Freedom Technology Center To Open
The Freedom Technology Center, a new non-profit IT training and education facility in Mountain View, California, will open on Saturday, November 22nd, with a free one-day class on e-mail security, "Protecting E-mail Users from Viruses, Spam and Other Threats."
(Disclaimer: Linux Journal editor in chief Don Marti is a cofounder of the Freedom Technology Center.)
The second and third scheduled classes at the center cover the material for the Linux Professional Institute's LPI 101 and LPI 102 certification exams. The LPI 101 class is scheduled for December 1-5, and the LPI 102 class is scheduled for December 8-12.
The instructor for all three classes, Jim Dennis, has conducted Linux training for such firms as Motorola, SGI, Cadence, Wells Fargo, and DTT. He is the co-author of Linux System Administration (New Riders, 2000) and numerous magazine and Web articles. "If you spend one day covering the latest software and filtering approaches, you can really lock out the majority of spam and virus threats", Dennis said. "I cover what works and what doesn't."
The class is intended for full or part-time system administrators who are responsible for the function and security of e-mail for a small company or group.
Whether or not you use an open-source mail server internally, the filtering techniques covered can keep users safe from e-mail attacks, and it is possible to do so without upgrading or reconfiguring the existing mail server or mail clients.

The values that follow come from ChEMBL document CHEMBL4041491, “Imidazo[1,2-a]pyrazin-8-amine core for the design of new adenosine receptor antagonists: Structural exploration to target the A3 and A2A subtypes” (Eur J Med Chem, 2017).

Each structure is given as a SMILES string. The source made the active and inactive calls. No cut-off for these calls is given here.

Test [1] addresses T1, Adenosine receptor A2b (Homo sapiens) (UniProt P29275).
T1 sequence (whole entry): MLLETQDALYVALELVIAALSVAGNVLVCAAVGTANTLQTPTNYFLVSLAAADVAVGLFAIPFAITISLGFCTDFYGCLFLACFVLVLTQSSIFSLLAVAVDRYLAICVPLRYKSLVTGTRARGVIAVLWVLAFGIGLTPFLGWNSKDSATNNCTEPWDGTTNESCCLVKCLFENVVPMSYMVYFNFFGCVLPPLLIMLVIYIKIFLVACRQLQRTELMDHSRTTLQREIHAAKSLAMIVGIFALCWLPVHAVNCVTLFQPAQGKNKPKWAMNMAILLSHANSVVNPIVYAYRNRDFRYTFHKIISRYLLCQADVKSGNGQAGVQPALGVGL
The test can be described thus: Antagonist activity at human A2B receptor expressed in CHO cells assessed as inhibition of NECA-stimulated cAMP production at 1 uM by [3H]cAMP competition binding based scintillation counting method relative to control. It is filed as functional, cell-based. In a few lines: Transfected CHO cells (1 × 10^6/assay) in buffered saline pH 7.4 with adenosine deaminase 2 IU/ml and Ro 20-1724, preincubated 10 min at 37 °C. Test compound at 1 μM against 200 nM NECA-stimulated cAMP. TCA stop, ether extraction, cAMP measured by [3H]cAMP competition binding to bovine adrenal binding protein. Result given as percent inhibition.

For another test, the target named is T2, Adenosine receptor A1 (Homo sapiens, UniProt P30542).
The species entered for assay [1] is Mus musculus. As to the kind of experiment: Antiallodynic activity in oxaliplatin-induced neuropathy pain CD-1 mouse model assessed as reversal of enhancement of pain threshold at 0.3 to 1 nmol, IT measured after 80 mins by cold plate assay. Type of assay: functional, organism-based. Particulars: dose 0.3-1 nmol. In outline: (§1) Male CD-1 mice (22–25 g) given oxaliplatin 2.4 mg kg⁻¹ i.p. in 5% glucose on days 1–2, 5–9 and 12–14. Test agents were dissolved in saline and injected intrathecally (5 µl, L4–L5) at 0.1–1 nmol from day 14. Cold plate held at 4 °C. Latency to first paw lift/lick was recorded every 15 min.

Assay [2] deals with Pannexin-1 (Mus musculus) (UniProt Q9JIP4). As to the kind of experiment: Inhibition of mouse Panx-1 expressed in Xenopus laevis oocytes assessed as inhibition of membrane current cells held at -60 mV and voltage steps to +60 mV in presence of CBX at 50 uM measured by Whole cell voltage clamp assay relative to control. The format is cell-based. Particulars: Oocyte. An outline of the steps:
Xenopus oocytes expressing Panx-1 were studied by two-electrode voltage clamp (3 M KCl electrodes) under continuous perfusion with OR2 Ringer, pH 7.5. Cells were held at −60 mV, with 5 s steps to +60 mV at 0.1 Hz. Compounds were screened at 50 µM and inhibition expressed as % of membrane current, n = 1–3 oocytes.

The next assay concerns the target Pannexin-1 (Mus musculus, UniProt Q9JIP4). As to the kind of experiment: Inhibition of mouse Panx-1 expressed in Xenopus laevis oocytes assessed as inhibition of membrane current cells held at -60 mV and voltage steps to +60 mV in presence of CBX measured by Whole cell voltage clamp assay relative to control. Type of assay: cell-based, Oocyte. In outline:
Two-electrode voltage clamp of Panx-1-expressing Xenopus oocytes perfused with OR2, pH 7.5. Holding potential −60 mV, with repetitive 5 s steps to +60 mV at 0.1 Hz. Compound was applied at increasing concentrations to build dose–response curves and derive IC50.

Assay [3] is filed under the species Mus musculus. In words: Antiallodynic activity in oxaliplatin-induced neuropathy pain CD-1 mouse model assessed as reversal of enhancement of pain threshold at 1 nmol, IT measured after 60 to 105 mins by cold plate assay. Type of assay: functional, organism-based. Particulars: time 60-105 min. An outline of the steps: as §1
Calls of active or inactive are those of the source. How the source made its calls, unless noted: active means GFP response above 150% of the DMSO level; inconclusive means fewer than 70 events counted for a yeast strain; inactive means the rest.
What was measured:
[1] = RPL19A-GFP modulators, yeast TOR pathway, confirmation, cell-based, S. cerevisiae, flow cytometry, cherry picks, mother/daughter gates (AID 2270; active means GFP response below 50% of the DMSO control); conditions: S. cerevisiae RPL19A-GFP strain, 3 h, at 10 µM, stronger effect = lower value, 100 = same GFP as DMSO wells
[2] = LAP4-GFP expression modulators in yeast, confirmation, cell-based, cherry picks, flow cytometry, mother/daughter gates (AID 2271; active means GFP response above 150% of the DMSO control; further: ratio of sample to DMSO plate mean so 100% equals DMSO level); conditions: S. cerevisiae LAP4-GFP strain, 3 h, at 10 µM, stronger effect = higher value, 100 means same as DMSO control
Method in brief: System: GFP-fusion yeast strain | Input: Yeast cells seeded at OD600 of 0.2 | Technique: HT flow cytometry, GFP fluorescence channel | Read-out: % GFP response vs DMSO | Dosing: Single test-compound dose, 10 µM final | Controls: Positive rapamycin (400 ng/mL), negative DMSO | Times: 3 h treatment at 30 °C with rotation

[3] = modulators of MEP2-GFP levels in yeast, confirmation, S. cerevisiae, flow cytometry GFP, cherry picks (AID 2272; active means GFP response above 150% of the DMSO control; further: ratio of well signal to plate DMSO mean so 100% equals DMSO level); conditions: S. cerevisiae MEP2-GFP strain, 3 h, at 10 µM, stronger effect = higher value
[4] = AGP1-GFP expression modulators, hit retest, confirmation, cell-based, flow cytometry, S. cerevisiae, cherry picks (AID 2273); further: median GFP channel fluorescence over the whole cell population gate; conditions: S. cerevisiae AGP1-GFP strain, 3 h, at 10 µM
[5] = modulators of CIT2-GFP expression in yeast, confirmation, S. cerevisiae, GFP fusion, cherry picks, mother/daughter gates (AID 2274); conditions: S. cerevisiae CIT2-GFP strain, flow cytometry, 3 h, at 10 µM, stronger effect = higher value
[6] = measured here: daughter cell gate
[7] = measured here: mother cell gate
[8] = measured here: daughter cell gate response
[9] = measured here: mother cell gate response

In the LPI classes beginning in December, the topics to be covered include everything from installation and command basics to network administration, security and advanced troubleshooting.
Practical Task Scheduling Deployment
July 20, 2016 12:00 pm CDT
One of the best things about the UNIX environment (aside from being stable and efficient) is the vast array of software tools available to help you do your job. Traditionally, a UNIX tool does only one thing, but does that one thing very well. For example, grep is very easy to use and can search vast amounts of data quickly. The find tool can find a particular file or files based on all kinds of criteria. It's pretty easy to string these tools together to build even more powerful tools, such as a tool that finds all of the .log files in the /home directory and searches each one for a particular entry. This erector-set mentality allows UNIX system administrators to seem to always have the right tool for the job.
Cron traditionally has been considered another such a tool for job scheduling, but is it enough? This webinar considers that very question. The first part builds on a previous Geek Guide, Beyond Cron, and briefly describes how to know when it might be time to consider upgrading your job scheduling infrastructure. The second part presents an actual planning and implementation framework.
Join Linux Journal's Mike Diehl and Pat Cameron of Help Systems.
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With all the industry talk about the benefits of Linux on Power and all the performance advantages offered by its open architecture, you may be considering a move in that direction. If you are thinking about analytics, big data and cloud computing, you would be right to evaluate Power. The idea of using commodity x86 hardware and replacing it every three years is an outdated cost model. It doesn’t consider the total cost of ownership, and it doesn’t consider the advantage of real processing power, high-availability and multithreading like a demon.
This ebook takes a look at some of the practical applications of the Linux on Power platform and ways you might bring all the performance power of this open architecture to bear for your organization. There are no smoke and mirrors here—just hard, cold, empirical evidence provided by independent sources. I also consider some innovative ways Linux on Power will be used in the future.Get the Guide